how are you, today?

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Sheryl Sandberg encourages us to ask people in mourning, “How are you, today?” By emphasizing today, we acknowledge the bumpy nature of grief.

Sometimes, I think, asking, “How are you, right now…in this very moment?” may be even more appropriate because one minute you are fine washing the dishes, thinking to yourself about the awkward but funny comment your child made earlier (maybe you should stop referring to private parts by their correct names), and the next, you find yourself in a puddle of your own creation wondering what on earth to do next.

It has been three weeks since my mom died of metastatic breast cancer. Three weeks wrapped up in what feels simultaneously like 24 hours and 3 months. I knew this time would come and often wondered what it would feel like when it did. In the time forever marked as after. That picture was taken after my mom died. That was the kids’ first birthday after we lost her. 

The further I get away from her death, the more I feel like I am leaving the precious and intimately sacred space where time stands still and you are entitled, expected and even encouraged to be all consumed by the enormity of the loss. Friends and family wrap you up in a warm and protective cocoon. Thank God for that cocoon.

But time soldiers on. And eventually, you have to emerge leaving the safe and nourishing shelter as a completely different creature than the the one you were before you started the unwelcome but necessary journey.

You are a changed being now. You will never be the same. You start to acclimate slowly. You return home or the people you love go home. Work, school, plans, and chores resume and sometimes the familiarity is comforting and sometimes it just feels wrong. No, no, no this can’t be, I can’t be laughing and talking about Halloween costumes, my mother just died! In her house! And we were there. And it was intense and beautiful and heartbreaking but beautiful. Sometimes. Sometimes it was and is just plain sad.

I have been creating quiet, restful moments during the day. Grief requires this. And these are the moments when I relish the relationship my mom and I built and revel in the one we are still building.

As Thomas Merton said, “Silence allows many sounds to reach awareness that otherwise would be unheard.”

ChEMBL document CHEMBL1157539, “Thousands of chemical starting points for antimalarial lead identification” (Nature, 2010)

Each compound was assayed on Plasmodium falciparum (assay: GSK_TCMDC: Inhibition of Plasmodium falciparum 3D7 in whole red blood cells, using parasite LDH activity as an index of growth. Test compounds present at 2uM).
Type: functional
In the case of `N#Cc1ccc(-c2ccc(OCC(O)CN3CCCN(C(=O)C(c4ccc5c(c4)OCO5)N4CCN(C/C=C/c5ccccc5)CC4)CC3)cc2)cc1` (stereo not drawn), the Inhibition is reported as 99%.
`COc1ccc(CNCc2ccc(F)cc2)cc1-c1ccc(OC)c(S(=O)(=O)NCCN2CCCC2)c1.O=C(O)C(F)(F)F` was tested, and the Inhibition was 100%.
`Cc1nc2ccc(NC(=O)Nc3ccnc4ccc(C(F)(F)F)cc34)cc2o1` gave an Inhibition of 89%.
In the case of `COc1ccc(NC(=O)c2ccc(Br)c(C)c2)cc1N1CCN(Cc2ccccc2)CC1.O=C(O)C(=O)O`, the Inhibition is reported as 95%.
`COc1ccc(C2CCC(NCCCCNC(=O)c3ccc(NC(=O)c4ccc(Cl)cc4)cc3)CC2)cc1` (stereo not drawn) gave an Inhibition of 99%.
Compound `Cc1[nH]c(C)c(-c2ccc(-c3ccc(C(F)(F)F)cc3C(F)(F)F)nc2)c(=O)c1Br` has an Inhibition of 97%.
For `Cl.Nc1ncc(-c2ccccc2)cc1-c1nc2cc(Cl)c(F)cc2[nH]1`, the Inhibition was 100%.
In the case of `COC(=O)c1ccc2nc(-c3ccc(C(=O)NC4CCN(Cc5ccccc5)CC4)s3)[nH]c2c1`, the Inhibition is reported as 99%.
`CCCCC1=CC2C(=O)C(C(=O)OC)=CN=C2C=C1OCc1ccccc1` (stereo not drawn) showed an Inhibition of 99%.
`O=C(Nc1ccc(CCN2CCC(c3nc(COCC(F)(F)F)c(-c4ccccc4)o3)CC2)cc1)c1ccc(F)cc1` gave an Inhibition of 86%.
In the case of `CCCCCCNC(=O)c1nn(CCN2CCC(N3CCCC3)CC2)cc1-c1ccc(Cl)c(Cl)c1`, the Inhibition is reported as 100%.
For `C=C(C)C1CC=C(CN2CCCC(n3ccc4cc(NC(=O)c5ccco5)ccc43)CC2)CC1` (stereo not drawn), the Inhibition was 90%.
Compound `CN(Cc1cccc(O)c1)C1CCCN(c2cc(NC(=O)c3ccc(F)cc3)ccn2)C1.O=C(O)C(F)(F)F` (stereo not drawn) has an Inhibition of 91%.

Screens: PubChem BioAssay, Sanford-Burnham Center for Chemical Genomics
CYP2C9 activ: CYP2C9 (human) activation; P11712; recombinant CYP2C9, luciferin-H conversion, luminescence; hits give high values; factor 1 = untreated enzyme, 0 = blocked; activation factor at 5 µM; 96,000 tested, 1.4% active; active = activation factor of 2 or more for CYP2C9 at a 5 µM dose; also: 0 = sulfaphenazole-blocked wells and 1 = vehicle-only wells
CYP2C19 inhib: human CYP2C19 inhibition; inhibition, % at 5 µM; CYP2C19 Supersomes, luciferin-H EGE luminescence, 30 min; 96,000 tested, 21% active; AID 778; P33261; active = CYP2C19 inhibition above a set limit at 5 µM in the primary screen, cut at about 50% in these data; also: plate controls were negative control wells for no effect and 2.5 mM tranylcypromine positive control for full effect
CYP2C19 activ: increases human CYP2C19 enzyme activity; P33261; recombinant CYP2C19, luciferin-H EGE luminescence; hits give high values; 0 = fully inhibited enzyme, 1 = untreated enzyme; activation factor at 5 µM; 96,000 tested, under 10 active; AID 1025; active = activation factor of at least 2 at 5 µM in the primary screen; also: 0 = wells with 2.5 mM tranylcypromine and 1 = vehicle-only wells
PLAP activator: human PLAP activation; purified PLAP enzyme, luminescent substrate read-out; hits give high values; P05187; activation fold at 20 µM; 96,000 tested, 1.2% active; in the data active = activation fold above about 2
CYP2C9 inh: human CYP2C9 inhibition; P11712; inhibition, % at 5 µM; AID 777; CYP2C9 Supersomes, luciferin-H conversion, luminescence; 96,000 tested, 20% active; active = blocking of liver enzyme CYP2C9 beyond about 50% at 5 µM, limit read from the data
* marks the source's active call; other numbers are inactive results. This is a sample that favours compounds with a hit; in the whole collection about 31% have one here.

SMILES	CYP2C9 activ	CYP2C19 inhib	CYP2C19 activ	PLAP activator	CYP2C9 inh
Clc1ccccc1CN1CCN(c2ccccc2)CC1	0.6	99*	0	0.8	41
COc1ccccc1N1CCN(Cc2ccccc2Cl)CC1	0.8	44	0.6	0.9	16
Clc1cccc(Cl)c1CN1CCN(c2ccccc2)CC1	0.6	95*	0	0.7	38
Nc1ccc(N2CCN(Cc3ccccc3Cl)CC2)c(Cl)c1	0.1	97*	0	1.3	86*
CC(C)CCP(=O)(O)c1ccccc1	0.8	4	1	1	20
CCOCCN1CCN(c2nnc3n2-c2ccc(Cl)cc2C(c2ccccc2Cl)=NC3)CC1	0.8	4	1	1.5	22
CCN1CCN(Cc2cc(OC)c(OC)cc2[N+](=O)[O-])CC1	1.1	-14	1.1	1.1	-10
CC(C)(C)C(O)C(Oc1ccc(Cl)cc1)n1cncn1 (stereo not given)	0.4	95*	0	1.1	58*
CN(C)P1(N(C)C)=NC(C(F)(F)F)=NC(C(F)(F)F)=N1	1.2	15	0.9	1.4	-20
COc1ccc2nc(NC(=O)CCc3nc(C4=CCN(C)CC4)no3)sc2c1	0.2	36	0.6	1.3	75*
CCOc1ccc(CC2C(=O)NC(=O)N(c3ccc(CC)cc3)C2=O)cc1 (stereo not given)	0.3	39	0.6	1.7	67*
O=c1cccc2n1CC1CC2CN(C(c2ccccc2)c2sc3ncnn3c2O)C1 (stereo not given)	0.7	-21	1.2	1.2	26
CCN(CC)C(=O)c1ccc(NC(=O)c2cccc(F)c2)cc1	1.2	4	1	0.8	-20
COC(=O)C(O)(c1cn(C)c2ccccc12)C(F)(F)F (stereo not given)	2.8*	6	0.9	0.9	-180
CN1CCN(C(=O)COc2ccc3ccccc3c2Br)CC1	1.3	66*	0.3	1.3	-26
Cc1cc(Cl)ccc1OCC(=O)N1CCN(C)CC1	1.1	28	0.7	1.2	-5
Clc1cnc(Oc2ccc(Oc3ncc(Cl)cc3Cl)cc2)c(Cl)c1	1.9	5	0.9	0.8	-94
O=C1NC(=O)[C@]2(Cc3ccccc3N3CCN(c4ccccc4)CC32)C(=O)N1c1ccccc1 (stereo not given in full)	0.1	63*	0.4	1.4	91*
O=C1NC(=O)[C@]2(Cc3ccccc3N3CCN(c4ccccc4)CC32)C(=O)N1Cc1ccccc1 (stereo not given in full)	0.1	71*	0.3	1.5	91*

In this fruitful silence, I notice one palm tree swaying to it’s own breezy music while all of the other trees stand still. I hear the peck on the glass and turn to see a yellow finch trying to fly through the window. I am comforted, soothed.

Sometimes I talk to her out loud. Or I’ll say something to my kids that sounds just like her. Like the other day, as my son played piano in the dark, I walked into the room, flipped on the light switch and said, “A little light on the subject?”  How many times over the years did I hear her utter that expression? I love her expressions with their touch of humor and reliability.

As I feel the presence of my mom, I also feel more and more like her. And I remember the times when she would laugh and say to no one in particular, “I sound just like my mother”. Her mother, my grandmother, Nana, whom I also adored, still adore, and miss.

This week, my oldest turned 11 and my youngest daughter turned two. Our silly and sassy little caboose with brown hair, brown eyes, and a killer grin makes everyone in the room smile. Just like her grandma did.

When my brother said the day after my mom’s service that he knew he would be o.k., my sunny friend Derek enthusiastically said something to the effect of, “Well that is something!” And it is. Because sometimes it is enough to know that we are growing in the right direction. That in this moment, no matter how bumpy and how much we ache for the people we love, we know they are o.k, and ultimately, we will be too.

 

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i love you, i am listening

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When Rabbi Rami Shapiro was asked how he experienced God, he responded that God is the experience.

“How are you?,” asked a neighbor of mine the other day during a wave of abrasive heat on a walk with my dog. He asked in such a way that it brought me to tears. Right away. No time to think or process or adjust. Bam! Waterworks. I don’t know, it took me off guard somehow. I wasn’t expecting it. His asking was so earnest and innocent. So sweet. God is in the details some say.

The thing is, I am grieving. I am mourning. But the weird thing is that sometimes we do this before a loss. It is referred to as anticipatory grief. There are so many incremental losses along the way that can and often do paralyze us. Or when we feel triggered by the pain associated with our losses, we may feel more forgetful, angry, irritable, tired, heartbroken, distant, distracted. You name it.

And then sometimes grief does the opposite. You grieve. You cry. But then you feel like part of the world. Part of this seamless mystery that makes flowers bloom. Sometimes grief motivates us to be more human, more kind, more selfless, more apt to just get out there put our grievances aside and show up as much as we can, knowing that this is our one shot at doing so. No need to worry about saying the right thing, looking perfect, or sounding wise. That shit doesn’t matter. What is in your heart, that matters.

What a gift. What an opportunity. What a blessing.

Grief is internal but mourning is the outward expression of our grief. We need both. Sometimes solitude is the healing salve our soul yearns for and other times we need to share our laughter and tears with others.  We don’t need to say things are o.k. or well because they may not be in that moment. They will be again…someday. But crying right in the middle of a heat wave on the sidewalk happens sometimes.